I know I said I was only going to run through three "favorites", but "That Lady", which is the epic of the record at 6:26 in length, also deserves special recognition, as it really allows Dykstra to showcase the full range of his skill.  Moody in places, aggressive in others, with areas of blistering speed and, alternately, laid back finger strumming on a the bedrock guitar line for the majority of the song...and even a gentle piano section near the beginning of the track....all blend together into a truly beautiful song that honestly leaves me in awe of this young man's talent on apparently any instrument he chooses to play.

Oh, and what the heck...a special shout out goes to "The End Of Time", also, as rather than simply playing it safe and dropping in a simple outro to mirror "The Beginning Of Time", Dykstra closes the album proper with more aggressive rhythm riffing and several big, melodic lead runs that are both intensely fast in places and gorgeously drawn out in others.

There are two bonus tracks added to this album after "The End Of Time" wraps up the album-proper.  "Serial" is perhaps mislabeled as being an acoustic effort, as while the rhythm guitars are acoustic, there is a fully-plugged in lead guitar that rocks full-on as hard as the majority of the record, with string-scorching fret runs and exquisitely emotive passages, as well.  And while not the best overall track on the record, the inclusion of Dykstra's first demo...from WHEN HE WAS 12!!!...is an absolute stunner to hear.  "Flashback" appears in both this demo form and in a newly updated, fully produced version on the album proper, and it shows the growth the musician has gone through, to be sure.  However, the speed with which the younger Dykstra played, as well as how cleanly he played at such a young age, is something that a lot of more seasoned players would do well to take note of.  I'm assuming this was a self-composed track, as well, and while the programmed drums are simplistic and the production is fairly thin, especially when compared with the excellent sound on the rest of the record, this 2:40 riff explosion deserved to be heard by others and I am glad that it is included here.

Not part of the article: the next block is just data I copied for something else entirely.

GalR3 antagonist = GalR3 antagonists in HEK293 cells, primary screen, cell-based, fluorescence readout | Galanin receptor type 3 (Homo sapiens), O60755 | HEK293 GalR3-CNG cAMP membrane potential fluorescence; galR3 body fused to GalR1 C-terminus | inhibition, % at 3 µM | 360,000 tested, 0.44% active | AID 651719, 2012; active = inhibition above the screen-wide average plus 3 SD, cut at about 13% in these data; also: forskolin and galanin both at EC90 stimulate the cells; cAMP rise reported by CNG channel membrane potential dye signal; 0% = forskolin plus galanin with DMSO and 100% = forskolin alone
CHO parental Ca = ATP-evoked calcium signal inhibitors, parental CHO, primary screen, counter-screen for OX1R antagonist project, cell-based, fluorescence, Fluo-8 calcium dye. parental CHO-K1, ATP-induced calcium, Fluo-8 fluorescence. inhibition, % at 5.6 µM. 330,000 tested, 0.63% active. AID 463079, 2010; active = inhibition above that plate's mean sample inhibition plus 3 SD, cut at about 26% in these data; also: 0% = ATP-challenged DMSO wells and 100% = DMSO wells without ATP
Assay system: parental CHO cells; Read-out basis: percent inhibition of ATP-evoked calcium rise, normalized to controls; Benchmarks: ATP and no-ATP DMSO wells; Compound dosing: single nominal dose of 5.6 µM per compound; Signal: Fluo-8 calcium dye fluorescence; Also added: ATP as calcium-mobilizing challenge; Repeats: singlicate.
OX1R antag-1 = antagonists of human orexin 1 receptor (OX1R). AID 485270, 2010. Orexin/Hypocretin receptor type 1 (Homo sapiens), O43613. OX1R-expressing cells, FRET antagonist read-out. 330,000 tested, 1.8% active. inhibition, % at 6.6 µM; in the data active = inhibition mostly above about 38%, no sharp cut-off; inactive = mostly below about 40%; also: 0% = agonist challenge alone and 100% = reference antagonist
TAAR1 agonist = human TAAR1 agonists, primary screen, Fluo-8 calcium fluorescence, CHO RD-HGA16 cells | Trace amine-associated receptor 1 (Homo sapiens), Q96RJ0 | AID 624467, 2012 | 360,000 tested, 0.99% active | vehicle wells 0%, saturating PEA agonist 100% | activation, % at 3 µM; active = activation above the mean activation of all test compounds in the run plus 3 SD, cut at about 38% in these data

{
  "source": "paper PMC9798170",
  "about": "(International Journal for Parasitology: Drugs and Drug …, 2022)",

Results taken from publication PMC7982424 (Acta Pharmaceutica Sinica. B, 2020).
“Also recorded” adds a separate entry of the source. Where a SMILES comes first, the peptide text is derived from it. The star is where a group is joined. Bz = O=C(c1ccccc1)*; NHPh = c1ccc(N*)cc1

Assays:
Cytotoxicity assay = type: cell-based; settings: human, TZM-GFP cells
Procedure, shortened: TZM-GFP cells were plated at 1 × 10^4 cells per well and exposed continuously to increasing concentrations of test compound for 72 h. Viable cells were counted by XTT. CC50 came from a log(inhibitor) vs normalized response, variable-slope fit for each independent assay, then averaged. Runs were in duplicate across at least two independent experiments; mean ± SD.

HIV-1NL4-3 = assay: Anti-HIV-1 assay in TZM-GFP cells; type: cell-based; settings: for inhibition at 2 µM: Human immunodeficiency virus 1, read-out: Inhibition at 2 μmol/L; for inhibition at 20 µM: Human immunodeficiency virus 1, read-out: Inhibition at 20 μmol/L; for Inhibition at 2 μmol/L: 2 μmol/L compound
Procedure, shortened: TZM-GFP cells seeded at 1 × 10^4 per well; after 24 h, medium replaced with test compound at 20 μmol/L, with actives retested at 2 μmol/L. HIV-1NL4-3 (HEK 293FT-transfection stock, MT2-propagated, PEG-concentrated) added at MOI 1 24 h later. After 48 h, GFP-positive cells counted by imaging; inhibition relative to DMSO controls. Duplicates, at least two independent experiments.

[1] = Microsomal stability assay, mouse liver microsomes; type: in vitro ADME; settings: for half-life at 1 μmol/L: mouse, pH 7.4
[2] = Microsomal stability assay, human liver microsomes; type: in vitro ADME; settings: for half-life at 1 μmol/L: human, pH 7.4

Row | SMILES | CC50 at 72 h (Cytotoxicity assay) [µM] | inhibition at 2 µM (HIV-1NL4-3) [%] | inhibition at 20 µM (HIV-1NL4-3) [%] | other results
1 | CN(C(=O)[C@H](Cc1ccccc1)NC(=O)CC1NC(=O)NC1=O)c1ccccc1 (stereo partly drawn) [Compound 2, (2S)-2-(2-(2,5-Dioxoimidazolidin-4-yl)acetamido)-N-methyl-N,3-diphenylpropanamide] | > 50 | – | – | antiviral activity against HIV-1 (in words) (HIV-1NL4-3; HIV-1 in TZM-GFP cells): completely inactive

The packaging is simple, as it is just a slip case, and what you see in the picture above is what you get, as the only thing on the back is the track listing and the copyright info, as well as the simple notation, "All music written, recorded and produced by Eli Dykstra Rocks!".  Apparently, the only thing Dykstra didn't do was take his own cover photo, which was credited to Shawn Hudgins on the back.

Shredheads, I apologize, as I know nothing about his equipment other than the previously mentioned fact that he plays a 7-string LTD guitar in the video (which has the EXACT OPPOSITE color scheme of the 6 string he is holding on the album cover, which I personally missed until Dykstra pointed it out to me!), and he endorses that he uses Curt Mangan strings and EMG Pickups.  Perhaps at some point I can get an interview with Dykstra to get more information to those of you who are as much into playing as you are into listening.